Lifetime cost-effectiveness and equity impacts of the Healthy Primary School of the Future initiative

Marije Oosterhoff*, Eelco A B Over, Anoukh van Giessen, Rudolf T Hoogenveen, Hans Bosma, Onno C P van Schayck, Manuela A Joore

*Corresponding author for this work

Research output: Contribution to journalArticleAcademicpeer-review

6 Citations (Web of Science)

Abstract

BACKGROUND: This study estimated the lifetime cost-effectiveness and equity impacts associated with two lifestyle interventions in the Dutch primary school setting (targeting 4-12 year olds).

METHODS: The Healthy Primary School of the Future (HPSF; a healthy school lunch and structured physical activity) and the Physical Activity School (PAS; structured physical activity) were compared to the regular Dutch curriculum (N = 1676). An adolescence model, calculating weight development, and the RIVM Chronic Disease Model, calculating overweight-related chronic diseases, were linked to estimate the lifetime impact on chronic diseases, quality adjusted life years (QALYs), healthcare, and productivity costs. Cost-effectiveness was expressed as the additional costs/QALY gained and we used €20,000 as threshold. Scenario analyses accounted for alternative effect maintenance scenarios and equity analyses examined cost-effectiveness in different socioeconomic status (SES) groups.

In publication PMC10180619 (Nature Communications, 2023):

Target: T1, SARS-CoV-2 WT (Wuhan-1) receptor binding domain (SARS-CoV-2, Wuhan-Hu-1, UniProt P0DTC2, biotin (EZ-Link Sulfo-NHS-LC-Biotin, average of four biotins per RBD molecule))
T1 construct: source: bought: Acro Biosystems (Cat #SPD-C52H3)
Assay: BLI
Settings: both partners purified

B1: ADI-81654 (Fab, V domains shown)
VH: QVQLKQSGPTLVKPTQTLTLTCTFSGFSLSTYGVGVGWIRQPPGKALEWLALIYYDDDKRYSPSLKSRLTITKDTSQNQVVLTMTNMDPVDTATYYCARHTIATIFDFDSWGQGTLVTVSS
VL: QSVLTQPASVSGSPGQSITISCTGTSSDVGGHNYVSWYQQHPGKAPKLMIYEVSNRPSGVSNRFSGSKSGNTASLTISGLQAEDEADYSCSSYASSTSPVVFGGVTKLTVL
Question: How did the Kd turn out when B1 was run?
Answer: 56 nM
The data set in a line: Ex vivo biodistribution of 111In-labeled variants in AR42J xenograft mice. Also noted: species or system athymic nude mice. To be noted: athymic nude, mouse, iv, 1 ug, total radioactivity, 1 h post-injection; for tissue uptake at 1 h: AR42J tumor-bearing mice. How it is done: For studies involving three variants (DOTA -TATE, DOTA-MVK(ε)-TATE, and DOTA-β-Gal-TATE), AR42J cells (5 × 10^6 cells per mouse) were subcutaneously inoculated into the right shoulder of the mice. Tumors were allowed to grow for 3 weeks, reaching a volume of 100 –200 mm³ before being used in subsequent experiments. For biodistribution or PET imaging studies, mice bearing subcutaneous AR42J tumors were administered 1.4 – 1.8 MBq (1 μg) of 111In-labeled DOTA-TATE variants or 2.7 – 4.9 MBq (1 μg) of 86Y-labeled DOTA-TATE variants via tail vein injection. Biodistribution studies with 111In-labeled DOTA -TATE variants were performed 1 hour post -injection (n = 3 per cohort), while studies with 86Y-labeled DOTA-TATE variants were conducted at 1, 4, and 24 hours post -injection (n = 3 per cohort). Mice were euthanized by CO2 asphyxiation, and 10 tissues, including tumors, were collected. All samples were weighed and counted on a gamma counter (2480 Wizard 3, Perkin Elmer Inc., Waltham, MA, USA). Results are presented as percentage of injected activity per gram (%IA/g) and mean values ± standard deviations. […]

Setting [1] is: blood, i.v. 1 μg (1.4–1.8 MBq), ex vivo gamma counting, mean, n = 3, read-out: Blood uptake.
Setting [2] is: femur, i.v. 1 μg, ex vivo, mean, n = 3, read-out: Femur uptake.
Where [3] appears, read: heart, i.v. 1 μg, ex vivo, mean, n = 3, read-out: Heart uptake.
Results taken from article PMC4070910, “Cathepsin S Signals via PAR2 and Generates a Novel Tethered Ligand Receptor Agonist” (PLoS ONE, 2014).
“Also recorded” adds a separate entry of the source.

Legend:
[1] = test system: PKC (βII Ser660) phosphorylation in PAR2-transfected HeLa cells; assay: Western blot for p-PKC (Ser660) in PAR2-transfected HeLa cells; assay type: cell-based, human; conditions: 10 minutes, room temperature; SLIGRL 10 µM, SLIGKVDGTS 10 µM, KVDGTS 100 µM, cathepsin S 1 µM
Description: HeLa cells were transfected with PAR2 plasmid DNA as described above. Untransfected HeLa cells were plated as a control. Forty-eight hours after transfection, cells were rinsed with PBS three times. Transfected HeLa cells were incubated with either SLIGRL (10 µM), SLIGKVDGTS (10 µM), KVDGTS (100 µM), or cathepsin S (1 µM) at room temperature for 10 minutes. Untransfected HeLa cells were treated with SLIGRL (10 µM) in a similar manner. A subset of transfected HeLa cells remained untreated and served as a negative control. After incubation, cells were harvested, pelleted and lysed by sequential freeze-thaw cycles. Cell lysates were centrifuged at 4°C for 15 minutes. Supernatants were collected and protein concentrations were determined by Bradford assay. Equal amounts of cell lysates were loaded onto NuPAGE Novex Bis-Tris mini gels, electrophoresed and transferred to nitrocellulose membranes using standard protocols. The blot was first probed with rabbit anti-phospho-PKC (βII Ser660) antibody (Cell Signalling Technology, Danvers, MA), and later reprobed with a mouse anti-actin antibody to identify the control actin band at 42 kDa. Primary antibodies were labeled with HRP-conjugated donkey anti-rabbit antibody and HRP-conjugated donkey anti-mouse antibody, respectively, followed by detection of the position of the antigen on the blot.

RESULTS: HPSF resulted in a lifetime costs of €773 (societal perspective) and a lifetime QALY gain of 0.039 per child versus control schools. HPSF led to lower costs and more QALYs as compared to PAS. From a societal perspective, HPSF had a cost/QALY gained of €19,734 versus control schools, 50% probability of being cost-effective, and beneficial equity impact (0.02 QALYs gained/child for low versus high SES). The cost-effectiveness threshold was surpassed when intervention effects decayed over time.

CONCLUSIONS: HPSF may be a cost-effective and equitable strategy for combatting the lifetime burden of unhealthy lifestyles. The win-win situation will, however, only be realised if the intervention effect is sustained into adulthood for all SES groups.

TRIAL REGISTRATION: Clinicaltrials.gov ( NCT02800616 ). Registered 15 June 2016 - Retrospectively registered.

Original languageEnglish
Article number1887
Number of pages15
JournalBMC Public Health
Volume20
Issue number1
DOIs
Publication statusPublished - 9 Dec 2020

Keywords

  • Cost-effectiveness
  • Health impact modelling
  • Lifestyle prevention
  • Childhood obesity
  • CHILDHOOD OBESITY
  • INTERVENTIONS
  • OVERWEIGHT

Cite this